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Title: On the Synchrony and Diachrony of Sentence-Final Particles: The Case of Wo in Cantonese
Authors: Leung, Wai-Mun
Keywords: Sino-Tibetan Languages
Chinese Languages
Issue Date: 2006
Publisher: The University of Hong Kong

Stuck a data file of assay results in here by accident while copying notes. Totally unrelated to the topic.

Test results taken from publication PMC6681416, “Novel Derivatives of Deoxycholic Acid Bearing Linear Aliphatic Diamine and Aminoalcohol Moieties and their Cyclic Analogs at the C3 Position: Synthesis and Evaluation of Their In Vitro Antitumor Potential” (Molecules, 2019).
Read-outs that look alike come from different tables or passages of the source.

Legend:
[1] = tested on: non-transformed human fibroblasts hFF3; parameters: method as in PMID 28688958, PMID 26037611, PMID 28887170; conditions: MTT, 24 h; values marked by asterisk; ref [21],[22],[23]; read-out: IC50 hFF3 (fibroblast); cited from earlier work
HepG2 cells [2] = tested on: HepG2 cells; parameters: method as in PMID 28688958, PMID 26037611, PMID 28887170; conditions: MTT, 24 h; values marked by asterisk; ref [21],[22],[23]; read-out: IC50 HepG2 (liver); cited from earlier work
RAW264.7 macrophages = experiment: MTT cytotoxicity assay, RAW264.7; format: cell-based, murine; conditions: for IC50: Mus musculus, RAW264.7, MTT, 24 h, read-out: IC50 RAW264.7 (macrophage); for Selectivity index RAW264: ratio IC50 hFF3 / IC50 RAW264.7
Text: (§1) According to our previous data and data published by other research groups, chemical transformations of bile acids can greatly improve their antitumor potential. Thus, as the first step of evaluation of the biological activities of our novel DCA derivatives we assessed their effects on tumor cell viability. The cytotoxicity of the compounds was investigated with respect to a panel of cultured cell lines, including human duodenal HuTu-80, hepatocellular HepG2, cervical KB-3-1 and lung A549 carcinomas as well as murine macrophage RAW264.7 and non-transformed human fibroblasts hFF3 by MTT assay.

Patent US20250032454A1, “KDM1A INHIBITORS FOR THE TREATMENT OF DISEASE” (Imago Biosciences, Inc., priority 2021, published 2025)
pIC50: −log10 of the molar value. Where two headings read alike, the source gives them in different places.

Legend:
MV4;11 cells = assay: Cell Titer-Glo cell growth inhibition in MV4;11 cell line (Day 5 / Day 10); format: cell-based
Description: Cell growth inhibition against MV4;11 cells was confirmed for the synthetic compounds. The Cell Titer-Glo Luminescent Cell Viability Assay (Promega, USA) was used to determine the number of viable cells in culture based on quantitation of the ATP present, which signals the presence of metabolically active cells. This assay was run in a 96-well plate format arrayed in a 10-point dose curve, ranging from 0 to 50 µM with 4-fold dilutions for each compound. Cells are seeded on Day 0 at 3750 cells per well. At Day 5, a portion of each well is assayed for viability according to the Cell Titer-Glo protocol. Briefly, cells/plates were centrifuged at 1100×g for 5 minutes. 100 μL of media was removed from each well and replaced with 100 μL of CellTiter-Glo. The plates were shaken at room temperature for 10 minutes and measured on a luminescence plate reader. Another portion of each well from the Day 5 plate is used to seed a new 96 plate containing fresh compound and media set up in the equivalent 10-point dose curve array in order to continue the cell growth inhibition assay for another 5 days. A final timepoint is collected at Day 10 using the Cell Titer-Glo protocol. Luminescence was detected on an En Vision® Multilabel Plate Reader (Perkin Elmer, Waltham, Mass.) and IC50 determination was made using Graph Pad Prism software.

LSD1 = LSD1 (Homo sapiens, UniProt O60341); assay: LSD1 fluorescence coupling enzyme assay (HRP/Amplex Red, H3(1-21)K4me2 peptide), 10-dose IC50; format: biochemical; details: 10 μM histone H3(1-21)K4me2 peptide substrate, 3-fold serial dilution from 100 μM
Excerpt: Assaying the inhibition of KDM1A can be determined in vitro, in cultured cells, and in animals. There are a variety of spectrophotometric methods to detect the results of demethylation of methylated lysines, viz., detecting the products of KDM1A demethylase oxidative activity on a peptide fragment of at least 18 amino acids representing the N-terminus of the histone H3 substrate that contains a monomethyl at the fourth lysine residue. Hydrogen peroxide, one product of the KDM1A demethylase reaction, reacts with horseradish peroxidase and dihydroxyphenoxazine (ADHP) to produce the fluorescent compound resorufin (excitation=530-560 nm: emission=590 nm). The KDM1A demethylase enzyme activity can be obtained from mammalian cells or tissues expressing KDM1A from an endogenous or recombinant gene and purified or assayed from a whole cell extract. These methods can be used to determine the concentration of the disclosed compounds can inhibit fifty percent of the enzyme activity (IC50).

Abstract: Previous studies (e.g. Cheung 1972, Kwok 1984, Luke 1990, Fang 2003) on Cantonese Sentence-Final Particles (hereafter SFPs) have tended to focus on their syntax, semantics and pragmatics from a synchronic point of view. This thesis attempts to examine the frequently used SFP wo3 in Hong Kong Cantonese synchronically and diachronically. In the past two decades, most experts treated wo3 and another particle bo3 as variant forms, with the former being the result of sound change from the latter (Kwok 1984, Luke 1990, Li 1995, Fang 2003). However, according to our 1990s data, wo3 in the late 20th century can be described as functionally versatile, performing the following four functions: (1) Realization, (2) Reminder, (3) Quotative and (4) Contrast, while the main function of bo3 is only to show contrast. Thus, they are not interchangeable. The present study examines data from (1) historical Cantonese materials (before the 1910s), (2) old Cantonese movies (of the 1940s and 1970s) and (3) the Hong Kong University Cantonese Corpus (the 1990s), and has collected hundreds of the SFP wo3 tokens which appeared from the end of the 19th century to the end of the 20th century. It is found that wo3 and bo3 were distinctly separate in terms of their meanings and functions. The early wo3 was only used to express the meaning of quotative (Ball 1888), while bo3 was used to express the meanings of (1) Realization, (2) Reminding and (3) Contrast. In the 1940s, the main functions of wo3 were (1) Realization, (2) Reminder, (3) Quotative. The newly developed “realization” and “reminding” functions of wo3 originally belonged to bo3, and this is an early sign of the later merging of these two particles. In the 1970s, wo3 began to have the function of showing contrast, which was also originally a function of bo3. Therefore, the functions of wo3 have been expanding but bo3 seems to have been contracting. In the process of tracing the history of wo3 and bo3, I encounter another particle waa1 of the late 19th century. It had the “quotative” function and was probably replaced by wo3 in the early 20th century. As the functions of wo3 increase, the “quotative” function becomes shared by another particle, wo5. This explains the differences between the particles wo3 and wo5. In tracing the development of wo3 from the 19th century until the present time, I outline a possible picture of the two origins of this particle. One of the original sources is as an SFP which had come from the verb “say” (waa6 話). This is supported by data from Hakka as a dialect-in-contact. Another source of wo3 is bo3, the particle showing contrast.
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